Observations: Seachem Flourish Excel, Nitrogen and effect on pH

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ryanr

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Hi all,
So on 11 April, I started daily dosing my tank with:
1mL Seachem Flourish Nitrogen
1.5mL Seachem Flourish Excel

Mainly to try and curb some co2 problems and I have 0 nitrates in my planted aquarium, and a small algae problem.... anyway, different topic.

So I come to do my regular water change yesterday, and as I always do, I run my standard tests (prior to wc)

My pH has always remained steady at 7.4, but yesterday it tested at 6.8/7.0 (I couldn't pick it).... 0.4 - 0.6 pH drop over 11 days, well within accepted drop rates (I just couldn't tell you how quickly it actually happened)

this is not a problem (I actually wanted my pH down for my plants anyway)

The interesting bit: KH had dropped from 52ppm to 36ppm, which completely contradicts what I was expecting. I know Excel is not a substitute for CO2, but most general advice suggests that: adding CO2 will a) reduce pH and b) increase KH.

Just thought I'd pass on the experiences and observations.

PS - no need to tell me how KH buffers etc, I'm well aware of how it all works, and it's effects on pH :;bb
 

claudicles

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Maybe it was the nitrogen kicking start plant growth and allowing increased utilisation of the carbon? That may have dropped the KH. I can't explain the pH.
 

catsma_97504

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I wonder if Flourish Excel will drop pH like CO2 does?
 
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ryanr

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catsma_97504 said:
I wonder if Flourish Excel will drop pH like CO2 does?
Well it is either the Excel or the Nitrogen that dropped pH, because nothing else has changed

That's kinda why I posted my findings/observations, whilst Seachem doesn't specifically state that either product can affect pH, it does appear that some effects can be experienced with 'long term' use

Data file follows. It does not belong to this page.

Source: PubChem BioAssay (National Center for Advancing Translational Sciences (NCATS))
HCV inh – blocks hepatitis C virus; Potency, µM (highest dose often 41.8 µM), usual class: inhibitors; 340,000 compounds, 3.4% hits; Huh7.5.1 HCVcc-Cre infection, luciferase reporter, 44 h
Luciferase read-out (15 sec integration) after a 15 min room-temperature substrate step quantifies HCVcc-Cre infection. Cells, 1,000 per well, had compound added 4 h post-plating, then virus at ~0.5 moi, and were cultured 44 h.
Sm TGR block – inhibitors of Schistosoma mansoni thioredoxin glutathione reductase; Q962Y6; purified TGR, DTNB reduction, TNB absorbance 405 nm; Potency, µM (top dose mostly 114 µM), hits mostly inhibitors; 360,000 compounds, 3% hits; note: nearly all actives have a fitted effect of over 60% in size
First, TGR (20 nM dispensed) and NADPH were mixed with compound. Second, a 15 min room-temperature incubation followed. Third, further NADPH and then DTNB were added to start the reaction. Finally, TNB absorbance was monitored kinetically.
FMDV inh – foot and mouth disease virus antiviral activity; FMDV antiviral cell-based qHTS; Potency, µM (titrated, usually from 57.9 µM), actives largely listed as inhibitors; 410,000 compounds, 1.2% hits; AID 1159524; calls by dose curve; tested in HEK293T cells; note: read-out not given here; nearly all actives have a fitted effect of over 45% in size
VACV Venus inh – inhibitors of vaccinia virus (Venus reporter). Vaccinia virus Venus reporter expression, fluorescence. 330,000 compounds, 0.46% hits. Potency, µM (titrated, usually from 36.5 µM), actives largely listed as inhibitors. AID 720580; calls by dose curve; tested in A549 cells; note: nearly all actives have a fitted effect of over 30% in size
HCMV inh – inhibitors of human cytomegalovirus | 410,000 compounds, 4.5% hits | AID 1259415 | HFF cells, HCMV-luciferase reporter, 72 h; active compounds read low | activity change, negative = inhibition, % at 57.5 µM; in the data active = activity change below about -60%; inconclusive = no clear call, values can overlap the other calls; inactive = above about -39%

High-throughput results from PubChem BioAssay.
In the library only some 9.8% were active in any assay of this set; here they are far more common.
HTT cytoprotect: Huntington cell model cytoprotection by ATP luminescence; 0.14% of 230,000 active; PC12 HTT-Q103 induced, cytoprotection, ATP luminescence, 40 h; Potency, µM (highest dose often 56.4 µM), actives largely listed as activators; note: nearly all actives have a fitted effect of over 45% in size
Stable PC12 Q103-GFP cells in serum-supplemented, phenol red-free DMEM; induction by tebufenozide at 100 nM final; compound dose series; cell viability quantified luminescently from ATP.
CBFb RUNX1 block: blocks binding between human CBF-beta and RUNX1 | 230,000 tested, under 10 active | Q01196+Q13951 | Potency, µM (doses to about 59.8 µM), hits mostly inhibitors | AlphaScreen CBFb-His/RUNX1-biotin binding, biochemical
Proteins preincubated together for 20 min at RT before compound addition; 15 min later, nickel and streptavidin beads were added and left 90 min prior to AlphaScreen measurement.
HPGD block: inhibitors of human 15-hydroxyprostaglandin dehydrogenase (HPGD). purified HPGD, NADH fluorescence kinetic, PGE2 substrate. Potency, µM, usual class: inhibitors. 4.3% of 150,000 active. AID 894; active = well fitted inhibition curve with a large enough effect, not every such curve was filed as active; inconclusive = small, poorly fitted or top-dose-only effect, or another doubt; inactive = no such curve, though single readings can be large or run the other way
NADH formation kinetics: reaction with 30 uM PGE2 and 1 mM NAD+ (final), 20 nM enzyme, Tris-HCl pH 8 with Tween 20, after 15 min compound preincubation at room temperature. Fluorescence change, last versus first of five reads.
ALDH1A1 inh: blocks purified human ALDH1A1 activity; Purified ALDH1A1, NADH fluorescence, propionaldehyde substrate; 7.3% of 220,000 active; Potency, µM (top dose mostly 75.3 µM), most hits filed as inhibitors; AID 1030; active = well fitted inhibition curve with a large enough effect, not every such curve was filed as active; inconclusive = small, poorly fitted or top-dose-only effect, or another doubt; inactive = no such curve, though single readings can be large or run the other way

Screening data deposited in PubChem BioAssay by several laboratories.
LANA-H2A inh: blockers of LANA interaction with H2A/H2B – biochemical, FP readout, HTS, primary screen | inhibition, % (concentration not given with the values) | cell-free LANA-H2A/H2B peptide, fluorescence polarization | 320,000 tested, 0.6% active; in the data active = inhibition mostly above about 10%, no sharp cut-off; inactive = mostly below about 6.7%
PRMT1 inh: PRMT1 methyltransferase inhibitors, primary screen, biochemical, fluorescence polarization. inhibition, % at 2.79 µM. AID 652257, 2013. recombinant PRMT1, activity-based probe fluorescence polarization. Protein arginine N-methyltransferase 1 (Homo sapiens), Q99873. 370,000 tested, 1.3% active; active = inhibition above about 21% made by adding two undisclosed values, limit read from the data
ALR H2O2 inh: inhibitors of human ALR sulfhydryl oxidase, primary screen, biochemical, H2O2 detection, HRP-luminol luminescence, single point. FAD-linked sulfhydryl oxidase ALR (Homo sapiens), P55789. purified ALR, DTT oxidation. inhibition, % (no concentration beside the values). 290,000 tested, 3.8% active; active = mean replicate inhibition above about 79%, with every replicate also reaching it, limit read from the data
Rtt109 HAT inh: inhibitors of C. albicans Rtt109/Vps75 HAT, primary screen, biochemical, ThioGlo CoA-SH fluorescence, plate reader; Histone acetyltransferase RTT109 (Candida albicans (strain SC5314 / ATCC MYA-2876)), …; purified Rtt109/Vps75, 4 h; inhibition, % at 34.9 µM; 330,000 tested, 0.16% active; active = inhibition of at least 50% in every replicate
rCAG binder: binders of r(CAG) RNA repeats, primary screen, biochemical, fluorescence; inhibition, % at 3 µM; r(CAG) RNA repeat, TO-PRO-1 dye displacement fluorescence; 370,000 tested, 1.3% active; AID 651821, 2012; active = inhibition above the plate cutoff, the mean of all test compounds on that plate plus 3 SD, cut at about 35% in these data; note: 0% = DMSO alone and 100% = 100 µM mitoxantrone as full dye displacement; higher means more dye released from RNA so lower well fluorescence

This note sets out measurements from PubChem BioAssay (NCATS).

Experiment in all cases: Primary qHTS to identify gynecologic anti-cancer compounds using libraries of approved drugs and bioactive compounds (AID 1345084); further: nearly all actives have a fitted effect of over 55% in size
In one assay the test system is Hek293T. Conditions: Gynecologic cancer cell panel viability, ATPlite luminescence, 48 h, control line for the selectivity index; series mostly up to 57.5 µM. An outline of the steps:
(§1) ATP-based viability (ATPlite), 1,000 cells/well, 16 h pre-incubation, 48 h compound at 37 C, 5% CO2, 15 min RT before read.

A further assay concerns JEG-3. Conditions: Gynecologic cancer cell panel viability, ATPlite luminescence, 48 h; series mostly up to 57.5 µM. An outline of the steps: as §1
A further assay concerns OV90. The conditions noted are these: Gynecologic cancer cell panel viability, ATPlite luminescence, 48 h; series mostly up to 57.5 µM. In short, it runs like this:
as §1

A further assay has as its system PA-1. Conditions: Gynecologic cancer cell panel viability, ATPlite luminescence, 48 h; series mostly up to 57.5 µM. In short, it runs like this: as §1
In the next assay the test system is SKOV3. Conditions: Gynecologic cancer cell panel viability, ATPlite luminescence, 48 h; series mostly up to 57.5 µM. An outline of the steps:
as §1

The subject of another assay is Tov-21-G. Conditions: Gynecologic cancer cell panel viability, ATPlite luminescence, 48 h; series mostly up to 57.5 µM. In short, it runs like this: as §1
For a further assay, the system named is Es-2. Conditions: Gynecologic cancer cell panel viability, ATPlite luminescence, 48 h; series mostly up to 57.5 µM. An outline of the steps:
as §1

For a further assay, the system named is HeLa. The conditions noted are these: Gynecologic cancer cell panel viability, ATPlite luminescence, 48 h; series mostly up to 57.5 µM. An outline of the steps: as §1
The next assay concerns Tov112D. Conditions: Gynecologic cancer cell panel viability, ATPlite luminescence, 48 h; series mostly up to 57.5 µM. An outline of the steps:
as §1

claudicles

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Mammalian metabolism leads us to hyperventilate and breath off CO2 when we are producing excess acid in order to raise the pH.

H2O plus CO2 = H+ and HCO3-

So a low CO raises pH, ergo, high CO2 lowers pH.

Your tank has had a pretty rapid drop though. Especially for a few mls of the stuff. Even if you put 1.5mls of a strong acid, say HCl, in there it wouldn't effect the pH that much.
 
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So a low CO raises pH, ergo, high CO2 lowers pH
I'm sure you mean CO2, not CO, which is carbon monoxide, which is poisonous (car exhaust fumes) [I loved high school chemistry ]

Your tank has had a pretty rapid drop though
I respectfully disagree, 0.4-0.6 over 11 days is more than acceptable, given we really don't want to adjust by more than 0.1 per 24hrs.

I'll be testing pH every couple of days to make sure it isn't falling any further, and I'll also start reducing the dosage if it continues to drop

Especially for a few mls of the stuff
Yep, that's why we like Seachem product, it's highly concentrated and tends to last a while. Very economical products. Just look at Prime (2 drops per 4 litres)
 

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The PH drop is due to the KH drop. THe problem is why did your KH drop? Neither the Excel or Nitrogen should have had that effect. Increasing co2 gas content does not effect KH either, only PH.
You can register at Plantgeek & there is a section of the forum that is dedicated to asking Seachem about Seachem products. Ask your questions about any Seachem product & recieve answers from a Seachem Representative. Could be worth your time doing that.

By the way, check your ammonia levels if you didn't already. High ammonia levels can lower the PH a bit to.
 
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Thanks Nutter.
I know that lower KH can result in pH swings, thus I've always kept it about 3 dKH (40-60ppm). My tap water is pH 7, GH 0, KH 0, so it's hard to keep the buffers up
I've just started my CO2 injection (from previous posts), and have read that it can also result in higher KH as well as lowering pH. Fact or phalacy?